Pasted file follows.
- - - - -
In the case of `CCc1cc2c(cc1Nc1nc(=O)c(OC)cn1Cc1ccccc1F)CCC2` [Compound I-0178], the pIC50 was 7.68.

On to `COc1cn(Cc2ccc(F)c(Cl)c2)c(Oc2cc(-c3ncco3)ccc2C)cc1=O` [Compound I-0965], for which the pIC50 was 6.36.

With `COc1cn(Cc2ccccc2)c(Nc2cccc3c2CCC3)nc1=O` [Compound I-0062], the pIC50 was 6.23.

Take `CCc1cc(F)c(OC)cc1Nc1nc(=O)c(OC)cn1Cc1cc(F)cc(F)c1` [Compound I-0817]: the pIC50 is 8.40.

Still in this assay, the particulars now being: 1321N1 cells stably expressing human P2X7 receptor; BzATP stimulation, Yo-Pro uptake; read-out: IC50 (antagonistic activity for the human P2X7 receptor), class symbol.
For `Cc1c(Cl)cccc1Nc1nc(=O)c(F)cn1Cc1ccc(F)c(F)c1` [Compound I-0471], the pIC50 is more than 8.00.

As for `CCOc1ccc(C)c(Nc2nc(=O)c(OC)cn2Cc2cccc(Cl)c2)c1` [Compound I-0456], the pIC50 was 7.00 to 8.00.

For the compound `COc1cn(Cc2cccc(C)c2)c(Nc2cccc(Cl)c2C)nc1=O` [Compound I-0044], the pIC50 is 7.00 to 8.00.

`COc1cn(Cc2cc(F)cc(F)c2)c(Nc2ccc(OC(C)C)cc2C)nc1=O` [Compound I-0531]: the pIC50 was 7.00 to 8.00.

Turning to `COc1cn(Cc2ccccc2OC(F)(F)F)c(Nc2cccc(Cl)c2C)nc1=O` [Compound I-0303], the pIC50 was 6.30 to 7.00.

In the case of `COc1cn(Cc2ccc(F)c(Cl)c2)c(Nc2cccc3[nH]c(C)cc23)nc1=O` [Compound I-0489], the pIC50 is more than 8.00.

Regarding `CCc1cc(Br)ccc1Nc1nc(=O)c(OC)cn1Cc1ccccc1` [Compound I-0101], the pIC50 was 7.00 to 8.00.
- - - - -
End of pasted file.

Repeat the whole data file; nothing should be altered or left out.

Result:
In the case of `CCc1cc2c(cc1Nc1nc(=O)c(OC)cn1Cc1ccccc1F)CCC2` [Compound I-0178], the pIC50 was 7.68.

On to `COc1cn(Cc2ccc(F)c(Cl)c2)c(Oc2cc(-c3ncco3)ccc2C)cc1=O` [Compound I-0965], for which the pIC50 was 6.36.

With `COc1cn(Cc2ccccc2)c(Nc2cccc3c2CCC3)nc1=O` [Compound I-0062], the pIC50 was 6.23.

Take `CCc1cc(F)c(OC)cc1Nc1nc(=O)c(OC)cn1Cc1cc(F)cc(F)c1` [Compound I-0817]: the pIC50 is 8.40.

Still in this assay, the particulars now being: 1321N1 cells stably expressing human P2X7 receptor; BzATP stimulation, Yo-Pro uptake; read-out: IC50 (antagonistic activity for the human P2X7 receptor), class symbol.
For `Cc1c(Cl)cccc1Nc1nc(=O)c(F)cn1Cc1ccc(F)c(F)c1` [Compound I-0471], the pIC50 is more than 8.00.

As for `CCOc1ccc(C)c(Nc2nc(=O)c(OC)cn2Cc2cccc(Cl)c2)c1` [Compound I-0456], the pIC50 was 7.00 to 8.00.

For the compound `COc1cn(Cc2cccc(C)c2)c(Nc2cccc(Cl)c2C)nc1=O` [Compound I-0044], the pIC50 is 7.00 to 8.00.

`COc1cn(Cc2cc(F)cc(F)c2)c(Nc2ccc(OC(C)C)cc2C)nc1=O` [Compound I-0531]: the pIC50 was 7.00 to 8.00.

Turning to `COc1cn(Cc2ccccc2OC(F)(F)F)c(Nc2cccc(Cl)c2C)nc1=O` [Compound I-0303], the pIC50 was 6.30 to 7.00.

In the case of `COc1cn(Cc2ccc(F)c(Cl)c2)c(Nc2cccc3[nH]c(C)cc23)nc1=O` [Compound I-0489], the pIC50 is more than 8.00.

Regarding `CCc1cc(Br)ccc1Nc1nc(=O)c(OC)cn1Cc1ccccc1` [Compound I-0101], the pIC50 was 7.00 to 8.00.